The US labour market improved further in May with employers adding 280,000 jobs, soundly overtaking the estimates of analysts. The unemployment rate, however, inched up to 5.5 per cent from 5.4 per cent, the labor department said yesterday.
The positive development came largely due to improving market absorbing an additional 400,000 Americans into the labour force, which included those working and looking for jobs.
Businesses saw 262,000 job additions, led by solid gains in professional and business services, leisure and hospitality, and health care. Additions by federal, state and local governments numbered 18,000.
However, oil companies continued to lay off workers in response to low crude prices with the mining and logging industry losing 18,000 jobs.
Payroll gains for March and April saw revisions upward by a total 32,000 and March's weak count of 85,000, was revised to 119,000. Also the April estimate was now, down slightly from 223,000.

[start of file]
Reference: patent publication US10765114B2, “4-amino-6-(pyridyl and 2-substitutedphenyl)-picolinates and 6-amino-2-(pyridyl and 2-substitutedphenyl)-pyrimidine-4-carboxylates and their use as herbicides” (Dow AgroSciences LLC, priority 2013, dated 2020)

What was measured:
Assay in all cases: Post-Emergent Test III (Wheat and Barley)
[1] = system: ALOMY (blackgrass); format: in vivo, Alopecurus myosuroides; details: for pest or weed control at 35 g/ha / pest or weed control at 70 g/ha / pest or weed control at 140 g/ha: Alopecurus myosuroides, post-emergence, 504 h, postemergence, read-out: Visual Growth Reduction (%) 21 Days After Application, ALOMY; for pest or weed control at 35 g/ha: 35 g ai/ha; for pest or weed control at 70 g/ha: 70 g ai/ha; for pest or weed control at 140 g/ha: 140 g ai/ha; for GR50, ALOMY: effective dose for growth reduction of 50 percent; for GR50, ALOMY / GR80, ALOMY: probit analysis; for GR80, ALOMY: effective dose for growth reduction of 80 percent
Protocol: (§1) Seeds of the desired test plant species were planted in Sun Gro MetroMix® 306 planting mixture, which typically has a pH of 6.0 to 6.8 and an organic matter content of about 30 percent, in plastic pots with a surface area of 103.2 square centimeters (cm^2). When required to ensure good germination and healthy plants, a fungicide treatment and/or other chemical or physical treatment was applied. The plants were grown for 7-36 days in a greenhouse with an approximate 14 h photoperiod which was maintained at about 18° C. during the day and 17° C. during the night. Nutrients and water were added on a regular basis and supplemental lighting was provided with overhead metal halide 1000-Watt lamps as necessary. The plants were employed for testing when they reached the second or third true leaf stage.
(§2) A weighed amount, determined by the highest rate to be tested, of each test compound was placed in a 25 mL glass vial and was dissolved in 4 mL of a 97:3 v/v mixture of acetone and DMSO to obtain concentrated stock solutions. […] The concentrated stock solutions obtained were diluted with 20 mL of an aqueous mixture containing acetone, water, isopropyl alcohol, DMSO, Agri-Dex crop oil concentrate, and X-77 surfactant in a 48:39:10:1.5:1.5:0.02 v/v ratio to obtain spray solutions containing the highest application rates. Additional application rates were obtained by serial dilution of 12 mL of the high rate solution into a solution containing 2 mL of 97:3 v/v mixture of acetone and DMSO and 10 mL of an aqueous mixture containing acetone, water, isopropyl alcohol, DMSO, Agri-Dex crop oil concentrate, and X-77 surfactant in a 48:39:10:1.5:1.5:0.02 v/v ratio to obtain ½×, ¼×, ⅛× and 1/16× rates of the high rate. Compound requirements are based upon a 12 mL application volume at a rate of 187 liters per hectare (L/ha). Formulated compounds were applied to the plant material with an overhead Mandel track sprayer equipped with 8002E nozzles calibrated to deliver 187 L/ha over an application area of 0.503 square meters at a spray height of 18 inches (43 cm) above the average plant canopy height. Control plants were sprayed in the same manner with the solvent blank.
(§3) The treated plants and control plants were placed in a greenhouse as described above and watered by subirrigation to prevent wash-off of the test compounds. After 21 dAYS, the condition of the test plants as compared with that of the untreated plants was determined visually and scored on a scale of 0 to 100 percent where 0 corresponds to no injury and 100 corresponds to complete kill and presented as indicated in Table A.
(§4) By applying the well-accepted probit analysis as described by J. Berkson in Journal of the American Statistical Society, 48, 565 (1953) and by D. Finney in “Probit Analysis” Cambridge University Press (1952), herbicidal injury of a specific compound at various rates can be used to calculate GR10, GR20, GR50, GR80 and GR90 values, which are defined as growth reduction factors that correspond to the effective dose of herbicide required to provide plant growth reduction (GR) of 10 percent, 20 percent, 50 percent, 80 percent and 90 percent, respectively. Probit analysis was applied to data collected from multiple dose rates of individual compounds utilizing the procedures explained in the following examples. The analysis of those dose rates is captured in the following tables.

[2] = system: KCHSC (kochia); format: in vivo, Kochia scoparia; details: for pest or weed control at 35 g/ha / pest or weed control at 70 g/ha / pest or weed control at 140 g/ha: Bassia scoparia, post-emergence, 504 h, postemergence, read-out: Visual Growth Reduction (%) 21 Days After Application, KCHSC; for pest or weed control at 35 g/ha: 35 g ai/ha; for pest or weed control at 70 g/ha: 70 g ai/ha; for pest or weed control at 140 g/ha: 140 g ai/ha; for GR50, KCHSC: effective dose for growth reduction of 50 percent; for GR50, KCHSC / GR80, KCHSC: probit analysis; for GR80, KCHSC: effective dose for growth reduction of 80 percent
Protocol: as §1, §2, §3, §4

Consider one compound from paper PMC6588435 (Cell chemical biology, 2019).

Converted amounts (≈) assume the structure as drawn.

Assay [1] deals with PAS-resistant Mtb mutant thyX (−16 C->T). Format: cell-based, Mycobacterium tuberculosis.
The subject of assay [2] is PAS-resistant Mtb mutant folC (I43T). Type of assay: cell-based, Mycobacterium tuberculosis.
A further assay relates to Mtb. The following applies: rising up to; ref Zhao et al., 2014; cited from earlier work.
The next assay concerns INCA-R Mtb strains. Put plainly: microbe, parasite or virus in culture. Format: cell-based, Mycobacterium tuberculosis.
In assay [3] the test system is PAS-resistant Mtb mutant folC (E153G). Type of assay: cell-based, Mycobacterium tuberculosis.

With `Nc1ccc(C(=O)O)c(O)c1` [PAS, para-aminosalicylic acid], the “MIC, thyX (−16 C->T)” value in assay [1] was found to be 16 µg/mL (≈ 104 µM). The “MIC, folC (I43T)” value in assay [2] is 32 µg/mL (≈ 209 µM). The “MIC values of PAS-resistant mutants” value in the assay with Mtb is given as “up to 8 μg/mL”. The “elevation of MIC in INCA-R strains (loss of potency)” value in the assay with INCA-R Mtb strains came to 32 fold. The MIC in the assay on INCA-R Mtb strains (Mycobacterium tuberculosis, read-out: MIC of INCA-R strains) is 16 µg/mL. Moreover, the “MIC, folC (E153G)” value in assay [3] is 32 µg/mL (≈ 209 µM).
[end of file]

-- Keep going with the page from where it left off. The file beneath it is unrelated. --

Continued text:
Wage growth too showed encouraging signs after being sluggish throughout the recovery. Average hourly earnings were up 8 cents to $24.96 and the past year had seen pay increase of 2.3 per cent, against a 2.2 per cent annual rise in April and about 2 per cent since the recession.
According to Robert Kleinhenz, chief economist of the Los Angeles Economic Development Corporation, this was a good report and despite the weak first quarter report, momentum in the economy was holding up, www.ocregister.com said in a report, which included contribution from Register news service.
In May, a broader measure of unemployment, which included discouraged workers who had given up on prospects on landing a job, also part-timers looking for full-time jobs, remained at 10.8 per cent, a sign that many US citizens had yet to benefit from the recovery.
However, a bright spot was the sharp fall in the proportion of the jobless who had been out of work for over six months. Their number was down to 28.6 per cent from 34.4 per cent a year earlier and had reached 45 per cent at the peak of the recession.
Another positive development was the percentage of part-time workers falling to 18.4 per cent in May, from 18.7 per cent in April. It now approached the long-run average of 18 per cent.